Date of Award:


Document Type:


Degree Name:

Doctor of Philosophy (PhD)



Committee Chair(s)

David M. Stein


David M. Stein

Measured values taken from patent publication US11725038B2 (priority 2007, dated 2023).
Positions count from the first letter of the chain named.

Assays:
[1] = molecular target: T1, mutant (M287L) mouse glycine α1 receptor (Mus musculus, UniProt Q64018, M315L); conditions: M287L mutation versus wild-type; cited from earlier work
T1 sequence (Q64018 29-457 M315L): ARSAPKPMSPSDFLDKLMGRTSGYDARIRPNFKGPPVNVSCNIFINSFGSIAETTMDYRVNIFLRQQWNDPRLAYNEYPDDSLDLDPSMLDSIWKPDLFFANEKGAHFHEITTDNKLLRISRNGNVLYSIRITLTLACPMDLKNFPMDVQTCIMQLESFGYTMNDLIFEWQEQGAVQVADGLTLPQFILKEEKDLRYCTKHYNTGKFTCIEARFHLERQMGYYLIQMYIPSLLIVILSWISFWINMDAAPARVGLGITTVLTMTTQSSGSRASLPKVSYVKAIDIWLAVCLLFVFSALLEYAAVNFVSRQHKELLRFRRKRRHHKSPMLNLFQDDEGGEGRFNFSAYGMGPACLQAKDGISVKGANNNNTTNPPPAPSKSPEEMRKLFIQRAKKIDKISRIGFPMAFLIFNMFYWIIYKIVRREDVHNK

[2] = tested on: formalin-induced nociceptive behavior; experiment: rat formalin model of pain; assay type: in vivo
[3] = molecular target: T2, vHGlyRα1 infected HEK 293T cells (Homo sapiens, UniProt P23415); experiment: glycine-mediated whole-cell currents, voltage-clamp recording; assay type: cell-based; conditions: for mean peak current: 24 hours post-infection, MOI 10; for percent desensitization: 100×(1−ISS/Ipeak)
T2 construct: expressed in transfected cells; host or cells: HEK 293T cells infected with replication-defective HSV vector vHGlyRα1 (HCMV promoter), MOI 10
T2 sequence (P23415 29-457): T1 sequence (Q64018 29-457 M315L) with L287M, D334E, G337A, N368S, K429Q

The age of onset for eating disorders (anorexia and bulimia nervosa) among females is typically late adolescence. In the present study, it was hypothesized that the onset of eating disorders is related to the late-adolescent developmental task of identity development. Thirty-three late adolescent and young adult females who met DSM-III-R criteria for an eating disorder (anorexia nervosa, bulimia nervosa, or eating disorder not otherwise specified) and 33 control females completed the Extended Objective Measure of Ego Identity status -- 2 (EOMEIS-2). Results of chi square analyses revealed no significant differences between eating disorder and control females with regard to status of identity development. However, when identity status subscale scores were treated as continuous variables, several significant between-group mean differences emerged. In line with expectations, eating disorder subjects scored higher on ideological diffusion and moratorium, and they scored lower on ideological achievement. Eating disorder subjects also scored higher on interpersonal diffusion and lower on interpersonal achievement. In addition, there were significant correlations between ideological diffusion and measures of depression and anxiety. Unexpectedly, there were also significant correlations between ideological moratorium and measures of depression, anxiety, social alienation, family discord, and borderline personality symptomatology. The possible implications of these results for understanding frequently occurring, co-morbid symptoms in eating disorder subjects are discussed.



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